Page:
It was only Kobe Bryant's indomitable will and peerless drive to win that kept us from fully declaring this a lost season, but at this juncture, perceptions have to give way to reality. Every Laker starter this season has suffered a significant injury except Dwight Howard and he has been in the long process of recovering from one. The team has endured a coaching change, an adjustment between multiple systems, and dealing with expectations despite having almost no opportunity to form the foundation every championship team needs to succeed in the form of chemistry. There is little question that the Lakers faced tall odds against their first round opponent even with Kobe, but at this point, an ignominious postseason loss seems all but a certainty, especially with Steve Nash on the pine. Yes, the basketball gods have been sufficiently cruel at this juncture to not only take Kobe from us, but to not allow us to take comfort in the playmaking of an all-time great in his absence.
So, how does a team recover from something like this? Bill Simmons famously coined the "Ewing Theory" to explain certain teams performing better without their primary star as they group together and increase their effort and cohesiveness, but we can safely say that it's a load of crap in this situation. It does, however, offer a blueprint for what the team can do in Kobe's absence, namely come together and try to salvage some of the chemistry that they never were able to develop with the entire team. There's no expectations without Kobe, so that in an odd way, should be a liberating experience. Just go out and play and see where it takes the team and fight valiantly until the last seconds. It's what Kobe would have done.
- Kobe Bryant -- Perhaps the most insane thing out of this entire episode was a hobbled Kobe sinking two threes down the stretch and then nailing two last free throws after he ruptured his Achilles, a superhuman feat that is quite incredible when one thinks on it. It would seem remiss to cover Kobe's game after the events that have transpired, but perhaps it's fitting that even a tired Kobe who was gimpy for most of the game still put up 34/5/4 on a 60.6 TS%. It was a fine performance fitting of his legend even as the Lakers have to deal with the aftermath of this season without him. Still, he will be back and this will not be the last memory we have of Kobe Bryant on a basketball court. That we can be assured of.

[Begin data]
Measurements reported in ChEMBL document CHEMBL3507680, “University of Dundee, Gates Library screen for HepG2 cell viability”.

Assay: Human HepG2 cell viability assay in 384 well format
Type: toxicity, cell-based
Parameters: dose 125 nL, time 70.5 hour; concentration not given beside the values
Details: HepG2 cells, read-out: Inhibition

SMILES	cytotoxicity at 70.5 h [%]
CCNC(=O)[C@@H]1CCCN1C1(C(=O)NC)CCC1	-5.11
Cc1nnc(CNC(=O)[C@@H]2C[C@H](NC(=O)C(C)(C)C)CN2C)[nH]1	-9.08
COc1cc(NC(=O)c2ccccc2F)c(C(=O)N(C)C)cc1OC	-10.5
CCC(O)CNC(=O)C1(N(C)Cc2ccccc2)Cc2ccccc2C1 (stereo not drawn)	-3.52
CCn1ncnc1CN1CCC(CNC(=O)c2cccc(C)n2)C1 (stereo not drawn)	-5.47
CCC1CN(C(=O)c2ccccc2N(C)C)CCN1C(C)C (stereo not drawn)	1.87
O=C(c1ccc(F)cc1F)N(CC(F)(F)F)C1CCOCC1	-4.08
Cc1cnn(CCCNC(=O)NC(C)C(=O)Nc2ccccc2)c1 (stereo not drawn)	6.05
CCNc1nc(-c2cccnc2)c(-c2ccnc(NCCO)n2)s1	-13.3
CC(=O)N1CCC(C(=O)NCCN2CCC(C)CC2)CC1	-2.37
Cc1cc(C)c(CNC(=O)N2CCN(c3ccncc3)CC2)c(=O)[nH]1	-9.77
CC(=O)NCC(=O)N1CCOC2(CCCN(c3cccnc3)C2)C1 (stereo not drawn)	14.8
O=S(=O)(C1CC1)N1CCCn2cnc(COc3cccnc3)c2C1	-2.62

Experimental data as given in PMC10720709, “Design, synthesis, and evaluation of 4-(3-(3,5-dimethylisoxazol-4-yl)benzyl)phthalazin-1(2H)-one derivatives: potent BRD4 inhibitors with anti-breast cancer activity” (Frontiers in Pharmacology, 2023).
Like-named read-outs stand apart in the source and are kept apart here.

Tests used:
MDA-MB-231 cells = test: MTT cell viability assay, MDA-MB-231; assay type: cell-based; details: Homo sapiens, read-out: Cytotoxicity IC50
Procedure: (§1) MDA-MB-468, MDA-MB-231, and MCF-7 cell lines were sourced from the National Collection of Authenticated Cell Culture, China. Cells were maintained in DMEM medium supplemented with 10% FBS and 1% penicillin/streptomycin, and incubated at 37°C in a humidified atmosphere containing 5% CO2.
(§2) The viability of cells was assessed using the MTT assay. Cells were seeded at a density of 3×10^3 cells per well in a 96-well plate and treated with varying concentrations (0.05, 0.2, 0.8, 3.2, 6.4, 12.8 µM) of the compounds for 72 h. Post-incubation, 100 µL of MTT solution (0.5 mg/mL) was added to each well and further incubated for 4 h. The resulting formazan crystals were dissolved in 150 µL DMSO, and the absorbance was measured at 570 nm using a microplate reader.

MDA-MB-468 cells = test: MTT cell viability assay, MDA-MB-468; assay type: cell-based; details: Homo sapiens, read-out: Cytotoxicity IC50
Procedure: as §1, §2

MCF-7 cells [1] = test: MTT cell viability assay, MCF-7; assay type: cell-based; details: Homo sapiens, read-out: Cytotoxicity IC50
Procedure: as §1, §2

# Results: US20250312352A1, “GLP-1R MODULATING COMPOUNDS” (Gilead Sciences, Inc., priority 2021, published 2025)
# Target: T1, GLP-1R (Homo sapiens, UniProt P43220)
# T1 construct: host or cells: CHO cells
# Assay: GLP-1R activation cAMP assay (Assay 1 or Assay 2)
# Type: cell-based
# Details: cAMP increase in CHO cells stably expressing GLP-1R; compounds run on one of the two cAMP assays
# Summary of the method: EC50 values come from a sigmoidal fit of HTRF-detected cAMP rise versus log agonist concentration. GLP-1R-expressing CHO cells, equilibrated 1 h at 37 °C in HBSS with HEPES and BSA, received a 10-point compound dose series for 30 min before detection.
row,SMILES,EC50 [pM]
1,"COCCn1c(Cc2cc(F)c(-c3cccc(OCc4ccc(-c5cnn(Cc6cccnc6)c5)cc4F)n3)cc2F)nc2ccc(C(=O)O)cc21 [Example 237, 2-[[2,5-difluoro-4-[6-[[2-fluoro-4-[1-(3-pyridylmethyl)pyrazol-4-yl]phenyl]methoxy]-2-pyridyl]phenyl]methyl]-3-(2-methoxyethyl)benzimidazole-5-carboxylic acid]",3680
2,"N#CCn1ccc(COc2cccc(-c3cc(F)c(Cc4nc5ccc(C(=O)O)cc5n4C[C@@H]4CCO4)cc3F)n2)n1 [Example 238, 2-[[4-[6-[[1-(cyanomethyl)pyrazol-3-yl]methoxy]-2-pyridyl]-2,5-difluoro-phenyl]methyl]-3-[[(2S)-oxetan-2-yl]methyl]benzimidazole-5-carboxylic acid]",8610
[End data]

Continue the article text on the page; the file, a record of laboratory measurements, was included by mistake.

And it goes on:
- Pau Gasol -- Lost in the saga of Kobe's injury was that Pau had a monstrous game, pulling out a triple double with a 26/11/10 that fully encapsulated how much he dominated this game. Whether from midrange or in the post, Pau dissected the Golden State defense with pinpoint passing and a full display of his arsenal of post moves. He appears almost fully recovered from his injury and is almost unrecognizable from the Pau that started the year. He has far more pep in his step and destroyed a set of Warriors interior defenders that had no business keeping with him in any facet of the game on offense. That the Lakers got this Pau back now with all the other circumstances surrounding the team is truly a bittersweet morsel for Laker fans to swallow.
- Dwight Howard -- Dwight wasn't his dominant self on defense, as he only corralled a rather miserable seven rebounds, but he had a spectacular game on the offensive end and a rare game of good free throw shooting from him sustained the Lakers' offense throughout the contest. He and Pau really appear to be getting on the right page, as the Lakers rammed the 2-4-5 sequence -- pick-and-roll between Kobe and Pau, in which Kobe slips the pocket pass to Pau, who then throws a lob to Dwight after he spins off a defender that has to figure out whether to check Pau in the high post or Dwight on the block -- down the Warriors' throats and they had no recourse to deal with it. As we've noted several times, Dwight is far more effective in the post when Pau is setting him up, except we now have a framework in which Pau can perform well as well as Dwight. This noted, we perhaps could go without Dwight initiating from the high post, as he threw an amusingly bad lob to Pau in an odd reversal of their usual sequence.